Talking to Teens about Alcohol at the End of Exams
Congrats to all of you parents who have young people completing examinations (JC/LC) at this time. It is a significant milestone in your life and especially in your child’s life. Take a moment to acknowledge this achievement. Here you will find tips for parents on talking to your teen about alcohol at the end of exams.
During this time in a young person’s life, there may be heightened emotions of sadness, uncertainty anxiety, stress and joy. Support your child with the many mixed emotions they may feel. These heightened emotions may lead young people to take risks, particularly so at the end of examinations when they want to celebrate this milestone and the freedom of the summer holidays.
While celebrations are meant to be enjoyed, it is important that young people maintain a balanced approach, have fun and act responsibly while cherishing the occasion.
A Good Time to Talk
You may feel overwhelmed about having the conversation with your child about alcohol and are looking for some useful tips for parents. Remember, this is your opportunity as a parent to engage with the young person in a wholesome way and enable them to celebrate achievements and enjoy success without the need for alcohol or binge drinking. It is important you are informed about the risks associated with alcohol and to chat openly to the young person about them. Young people who start drinking before the age of 15 are four times more likely to develop alcohol-related problems later in life than those who wait until 21 years.1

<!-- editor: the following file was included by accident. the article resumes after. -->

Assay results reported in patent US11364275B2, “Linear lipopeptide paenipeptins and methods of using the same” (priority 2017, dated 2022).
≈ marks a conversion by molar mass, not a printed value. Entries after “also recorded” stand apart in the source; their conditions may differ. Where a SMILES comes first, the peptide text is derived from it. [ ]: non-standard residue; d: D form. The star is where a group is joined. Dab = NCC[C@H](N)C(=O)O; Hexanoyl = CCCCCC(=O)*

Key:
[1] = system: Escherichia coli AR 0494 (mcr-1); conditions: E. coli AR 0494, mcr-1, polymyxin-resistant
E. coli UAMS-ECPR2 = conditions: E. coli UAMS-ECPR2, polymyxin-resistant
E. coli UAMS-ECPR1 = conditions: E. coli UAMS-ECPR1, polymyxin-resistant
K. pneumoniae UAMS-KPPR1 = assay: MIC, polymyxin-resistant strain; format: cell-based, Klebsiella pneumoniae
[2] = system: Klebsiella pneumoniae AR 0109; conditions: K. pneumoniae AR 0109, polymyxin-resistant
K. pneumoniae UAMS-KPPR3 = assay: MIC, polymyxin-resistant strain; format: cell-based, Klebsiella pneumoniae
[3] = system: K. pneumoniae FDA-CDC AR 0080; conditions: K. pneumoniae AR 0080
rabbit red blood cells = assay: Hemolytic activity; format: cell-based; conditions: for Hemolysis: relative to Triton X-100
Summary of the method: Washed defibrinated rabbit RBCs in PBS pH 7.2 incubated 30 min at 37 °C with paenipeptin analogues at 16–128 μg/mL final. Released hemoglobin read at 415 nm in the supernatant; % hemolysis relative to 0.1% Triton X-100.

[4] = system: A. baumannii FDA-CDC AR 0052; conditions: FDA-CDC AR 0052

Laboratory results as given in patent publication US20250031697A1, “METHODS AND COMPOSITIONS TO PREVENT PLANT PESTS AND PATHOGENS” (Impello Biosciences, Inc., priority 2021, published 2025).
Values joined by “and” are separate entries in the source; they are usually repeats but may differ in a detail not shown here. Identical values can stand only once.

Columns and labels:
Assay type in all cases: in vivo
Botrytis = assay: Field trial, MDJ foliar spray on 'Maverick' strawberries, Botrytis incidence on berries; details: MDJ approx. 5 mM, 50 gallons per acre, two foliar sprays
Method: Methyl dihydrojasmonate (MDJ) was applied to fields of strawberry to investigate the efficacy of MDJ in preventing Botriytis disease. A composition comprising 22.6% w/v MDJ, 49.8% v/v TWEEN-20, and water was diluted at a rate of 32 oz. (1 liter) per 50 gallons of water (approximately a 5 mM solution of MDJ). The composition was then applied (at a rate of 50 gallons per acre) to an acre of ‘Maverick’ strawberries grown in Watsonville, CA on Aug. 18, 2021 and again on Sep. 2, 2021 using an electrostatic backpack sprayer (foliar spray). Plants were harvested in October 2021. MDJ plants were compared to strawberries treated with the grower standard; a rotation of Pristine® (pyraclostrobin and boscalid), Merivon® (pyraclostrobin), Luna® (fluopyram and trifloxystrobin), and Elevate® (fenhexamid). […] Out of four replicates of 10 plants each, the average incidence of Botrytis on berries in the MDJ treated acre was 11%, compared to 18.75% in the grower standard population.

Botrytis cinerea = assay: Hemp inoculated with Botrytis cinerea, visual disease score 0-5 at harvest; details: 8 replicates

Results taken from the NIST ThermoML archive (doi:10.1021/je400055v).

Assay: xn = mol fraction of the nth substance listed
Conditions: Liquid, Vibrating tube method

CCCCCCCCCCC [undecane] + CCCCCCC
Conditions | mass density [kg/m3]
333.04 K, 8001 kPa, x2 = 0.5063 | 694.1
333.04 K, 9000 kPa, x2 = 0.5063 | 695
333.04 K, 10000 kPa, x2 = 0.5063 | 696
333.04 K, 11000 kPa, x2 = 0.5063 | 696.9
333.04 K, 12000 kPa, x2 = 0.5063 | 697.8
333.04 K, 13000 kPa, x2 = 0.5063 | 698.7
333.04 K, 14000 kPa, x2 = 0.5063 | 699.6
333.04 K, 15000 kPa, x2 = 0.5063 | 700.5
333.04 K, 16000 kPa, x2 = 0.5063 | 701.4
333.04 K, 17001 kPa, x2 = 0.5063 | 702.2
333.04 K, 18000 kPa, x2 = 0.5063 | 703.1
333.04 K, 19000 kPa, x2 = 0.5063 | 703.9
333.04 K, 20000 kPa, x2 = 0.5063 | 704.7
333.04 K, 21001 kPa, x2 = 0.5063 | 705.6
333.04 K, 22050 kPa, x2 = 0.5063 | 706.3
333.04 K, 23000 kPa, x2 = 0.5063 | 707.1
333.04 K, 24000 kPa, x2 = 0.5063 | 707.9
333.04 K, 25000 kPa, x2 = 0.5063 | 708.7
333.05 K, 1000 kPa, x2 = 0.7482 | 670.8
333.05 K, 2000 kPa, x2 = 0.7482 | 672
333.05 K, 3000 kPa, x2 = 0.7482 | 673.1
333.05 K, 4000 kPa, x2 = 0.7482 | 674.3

You are the Most Influential Person in your Child’s Life
As a parent, you matter in a young person’s life. By showing young people you are operating out of a place of love and respect you can have an impact on the future they are creating for themselves. Your attitudes and behaviour during this milestone can impact the young person’s attitudes, actions and behaviour. Alcohol should have no place in celebrations for those under 18 years old.
The brain is still developing up to 24 years old and alcohol impacts memory and the decisions made while under the influence. Delaying young person’s drinking age reduces the risk of harmful drinking later in life.2 Having a good quality parent/child relationship is connected with delayed alcohol initiation and reduced later alcohol use.3 Delaying alcohol consumption is important as research shows that 1 in 3 or 38% of young people aged 15 to 24 in Ireland, have an alcohol use disorder (AUD).4
As a parent it is important you are aware of how your child is planning to celebrate the end of exams. As a parent you have a role to play, even when your child is a young adult. The following suggestions and tips for parents may help.
Make the First Move
Make the first move and begin the conversation about the celebration. Emphasise you are proud of your child and the way they prepared for, studied and got through their exams. You admire their commitment.
Look Out for Signs
Look out for signs of stress or disappointment and know where to get support if needed.
Talk honestly and openly to them about celebrating this event and listen to what they have to say.
Respect their views. Explain that you want them to enjoy celebrating this milestone responsibly, emphasizing their safety is very important as is the safety of those they celebrate with.